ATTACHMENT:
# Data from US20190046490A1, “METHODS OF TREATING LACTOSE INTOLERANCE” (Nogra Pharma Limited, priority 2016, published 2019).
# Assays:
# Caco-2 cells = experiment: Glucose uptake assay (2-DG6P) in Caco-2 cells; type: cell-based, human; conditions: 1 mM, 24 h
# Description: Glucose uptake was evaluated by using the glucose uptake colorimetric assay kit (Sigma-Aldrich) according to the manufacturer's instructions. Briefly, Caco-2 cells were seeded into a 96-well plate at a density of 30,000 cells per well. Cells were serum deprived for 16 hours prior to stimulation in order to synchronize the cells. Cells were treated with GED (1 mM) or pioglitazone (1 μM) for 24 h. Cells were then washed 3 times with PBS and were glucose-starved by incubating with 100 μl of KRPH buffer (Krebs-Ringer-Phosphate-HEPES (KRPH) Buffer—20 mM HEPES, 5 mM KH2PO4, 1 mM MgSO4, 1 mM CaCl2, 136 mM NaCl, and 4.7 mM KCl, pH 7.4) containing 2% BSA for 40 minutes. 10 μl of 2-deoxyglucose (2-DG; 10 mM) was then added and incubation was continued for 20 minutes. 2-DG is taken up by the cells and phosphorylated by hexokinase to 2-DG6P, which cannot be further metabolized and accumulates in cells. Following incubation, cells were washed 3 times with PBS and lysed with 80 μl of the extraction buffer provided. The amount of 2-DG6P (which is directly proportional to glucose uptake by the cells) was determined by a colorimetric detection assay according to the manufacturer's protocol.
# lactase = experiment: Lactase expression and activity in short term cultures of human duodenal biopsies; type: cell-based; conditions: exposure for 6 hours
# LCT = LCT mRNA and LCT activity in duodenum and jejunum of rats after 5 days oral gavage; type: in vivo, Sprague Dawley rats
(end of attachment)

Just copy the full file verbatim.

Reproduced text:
# Data from US20190046490A1, “METHODS OF TREATING LACTOSE INTOLERANCE” (Nogra Pharma Limited, priority 2016, published 2019).
# Assays:
# Caco-2 cells = experiment: Glucose uptake assay (2-DG6P) in Caco-2 cells; type: cell-based, human; conditions: 1 mM, 24 h
# Description: Glucose uptake was evaluated by using the glucose uptake colorimetric assay kit (Sigma-Aldrich) according to the manufacturer's instructions. Briefly, Caco-2 cells were seeded into a 96-well plate at a density of 30,000 cells per well. Cells were serum deprived for 16 hours prior to stimulation in order to synchronize the cells. Cells were treated with GED (1 mM) or pioglitazone (1 μM) for 24 h. Cells were then washed 3 times with PBS and were glucose-starved by incubating with 100 μl of KRPH buffer (Krebs-Ringer-Phosphate-HEPES (KRPH) Buffer—20 mM HEPES, 5 mM KH2PO4, 1 mM MgSO4, 1 mM CaCl2, 136 mM NaCl, and 4.7 mM KCl, pH 7.4) containing 2% BSA for 40 minutes. 10 μl of 2-deoxyglucose (2-DG; 10 mM) was then added and incubation was continued for 20 minutes. 2-DG is taken up by the cells and phosphorylated by hexokinase to 2-DG6P, which cannot be further metabolized and accumulates in cells. Following incubation, cells were washed 3 times with PBS and lysed with 80 μl of the extraction buffer provided. The amount of 2-DG6P (which is directly proportional to glucose uptake by the cells) was determined by a colorimetric detection assay according to the manufacturer's protocol.
# lactase = experiment: Lactase expression and activity in short term cultures of human duodenal biopsies; type: cell-based; conditions: exposure for 6 hours
# LCT = LCT mRNA and LCT activity in duodenum and jejunum of rats after 5 days oral gavage; type: in vivo, Sprague Dawley rats